All-day breakfast was a major hit for fans of McDonald’s and a major headache for franchisees.
As the fast-food giant weighs whether to bring it back from its pandemic hiatus, one fact has recently become apparent: The company doesn’t need to offer round-the-clock McGriddles and Egg McMuffins to grow sales.
Chicago-based McDonald’s on Thursday said sales in U.S. restaurants open at least 13 months grew 4.6 percent during the three months that ended in September, exceeding Wall Street’s expectations and a sharp reversal from the 8.7 percent decline that occurred during the previous quarter.
Large group orders and a busier dinner business drove the boost, while overall guest counts remain down.
The company, which stopped offering items like salads and grilled chicken sandwiches, will be “very thoughtful and judicious” in deciding what is worth reintroducing to the menu, Joe Ehrlinger, president of McDonald’s USA, said.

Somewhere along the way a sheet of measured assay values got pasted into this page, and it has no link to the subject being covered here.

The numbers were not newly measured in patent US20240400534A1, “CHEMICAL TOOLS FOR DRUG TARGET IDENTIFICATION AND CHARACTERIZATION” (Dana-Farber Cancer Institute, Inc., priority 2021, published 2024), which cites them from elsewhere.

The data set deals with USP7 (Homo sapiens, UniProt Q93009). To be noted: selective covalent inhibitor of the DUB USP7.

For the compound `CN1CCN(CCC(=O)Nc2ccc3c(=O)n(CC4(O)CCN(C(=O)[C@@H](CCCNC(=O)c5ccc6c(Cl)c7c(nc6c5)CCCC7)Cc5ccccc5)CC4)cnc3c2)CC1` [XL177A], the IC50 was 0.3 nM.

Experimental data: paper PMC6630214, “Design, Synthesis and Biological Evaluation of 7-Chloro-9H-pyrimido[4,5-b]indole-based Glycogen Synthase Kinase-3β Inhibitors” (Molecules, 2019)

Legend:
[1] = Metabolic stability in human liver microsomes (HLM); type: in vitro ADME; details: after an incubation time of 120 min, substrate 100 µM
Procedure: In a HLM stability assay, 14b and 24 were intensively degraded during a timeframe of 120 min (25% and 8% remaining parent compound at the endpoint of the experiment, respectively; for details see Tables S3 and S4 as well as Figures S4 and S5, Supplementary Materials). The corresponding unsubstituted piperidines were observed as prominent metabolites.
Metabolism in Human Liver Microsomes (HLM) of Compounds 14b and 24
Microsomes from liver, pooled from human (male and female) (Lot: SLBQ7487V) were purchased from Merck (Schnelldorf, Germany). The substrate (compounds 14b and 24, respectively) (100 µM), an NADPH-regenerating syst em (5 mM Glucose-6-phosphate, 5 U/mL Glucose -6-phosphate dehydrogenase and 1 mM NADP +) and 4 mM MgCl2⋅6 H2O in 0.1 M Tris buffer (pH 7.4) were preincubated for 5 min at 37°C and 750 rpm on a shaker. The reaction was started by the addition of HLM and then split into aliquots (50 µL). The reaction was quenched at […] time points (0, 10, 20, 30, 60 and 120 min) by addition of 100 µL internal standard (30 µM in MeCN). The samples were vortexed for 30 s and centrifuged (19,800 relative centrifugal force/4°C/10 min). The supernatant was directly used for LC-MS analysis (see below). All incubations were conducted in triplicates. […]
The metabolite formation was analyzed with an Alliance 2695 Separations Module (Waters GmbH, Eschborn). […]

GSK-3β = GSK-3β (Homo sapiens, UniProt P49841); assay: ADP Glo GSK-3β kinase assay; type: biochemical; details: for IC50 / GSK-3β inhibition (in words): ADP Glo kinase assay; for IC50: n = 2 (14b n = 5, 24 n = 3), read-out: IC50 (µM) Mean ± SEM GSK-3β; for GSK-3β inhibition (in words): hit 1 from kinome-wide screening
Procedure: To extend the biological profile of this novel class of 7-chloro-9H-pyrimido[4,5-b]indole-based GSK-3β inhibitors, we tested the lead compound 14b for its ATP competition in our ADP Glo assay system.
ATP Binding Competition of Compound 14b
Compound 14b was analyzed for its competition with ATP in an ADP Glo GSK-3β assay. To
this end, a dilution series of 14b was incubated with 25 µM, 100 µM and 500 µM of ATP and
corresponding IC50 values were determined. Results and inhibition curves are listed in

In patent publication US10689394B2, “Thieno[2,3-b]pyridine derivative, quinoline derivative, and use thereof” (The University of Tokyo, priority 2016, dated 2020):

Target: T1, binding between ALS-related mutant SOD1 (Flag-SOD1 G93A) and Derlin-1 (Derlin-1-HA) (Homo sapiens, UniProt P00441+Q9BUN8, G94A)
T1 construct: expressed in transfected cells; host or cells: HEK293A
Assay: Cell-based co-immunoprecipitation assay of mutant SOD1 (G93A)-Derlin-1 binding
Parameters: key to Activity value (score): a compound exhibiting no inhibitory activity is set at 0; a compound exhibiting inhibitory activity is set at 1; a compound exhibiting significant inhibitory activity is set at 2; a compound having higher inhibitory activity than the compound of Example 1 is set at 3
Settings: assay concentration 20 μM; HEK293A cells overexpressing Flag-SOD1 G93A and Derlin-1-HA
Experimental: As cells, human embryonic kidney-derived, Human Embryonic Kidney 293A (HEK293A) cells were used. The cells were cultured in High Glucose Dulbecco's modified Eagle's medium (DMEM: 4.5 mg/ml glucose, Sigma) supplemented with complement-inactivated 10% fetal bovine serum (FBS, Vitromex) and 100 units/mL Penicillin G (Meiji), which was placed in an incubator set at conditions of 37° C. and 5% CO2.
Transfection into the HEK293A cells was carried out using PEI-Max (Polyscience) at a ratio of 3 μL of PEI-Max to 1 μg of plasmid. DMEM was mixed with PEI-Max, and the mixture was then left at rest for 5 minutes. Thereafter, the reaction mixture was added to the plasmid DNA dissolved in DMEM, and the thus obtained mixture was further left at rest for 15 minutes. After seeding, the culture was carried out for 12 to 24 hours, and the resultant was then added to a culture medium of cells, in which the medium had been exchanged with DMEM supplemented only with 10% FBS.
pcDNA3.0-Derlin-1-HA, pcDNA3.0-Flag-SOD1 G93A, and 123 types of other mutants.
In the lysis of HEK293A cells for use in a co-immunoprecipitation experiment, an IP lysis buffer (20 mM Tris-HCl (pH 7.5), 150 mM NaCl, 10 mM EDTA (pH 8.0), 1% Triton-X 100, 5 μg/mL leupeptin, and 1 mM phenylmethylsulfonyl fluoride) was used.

If all-day breakfast does come back, it may not offer as many items or be served at all times like before.
“Compelling facts indicate it doesn’t actually need to be 24 hours and it can cut off at some point in the afternoon,” Ehrlinger said.
“And that would make more sense from a consumer and franchisee perspective.”
The company is working with franchisees to weigh whether the revenue benefits of all-day breakfast made it worth the complexity it added to their operations.
“You can see by the improvements that we had this quarter that we can really grow this business and we don’t need all-day breakfast to do that,” he said.
Meanwhile, the company is still fighting for morning breakfast customers, a contingent that dwindled with the loss of commutes just as Wendy’s launched its own breakfast menu. McDonald’s this week announced it is introducing apple fritters, blueberry muffins and cinnamon rolls to its bakery menu, the first bakery additions in eight years, which will be available any time of day.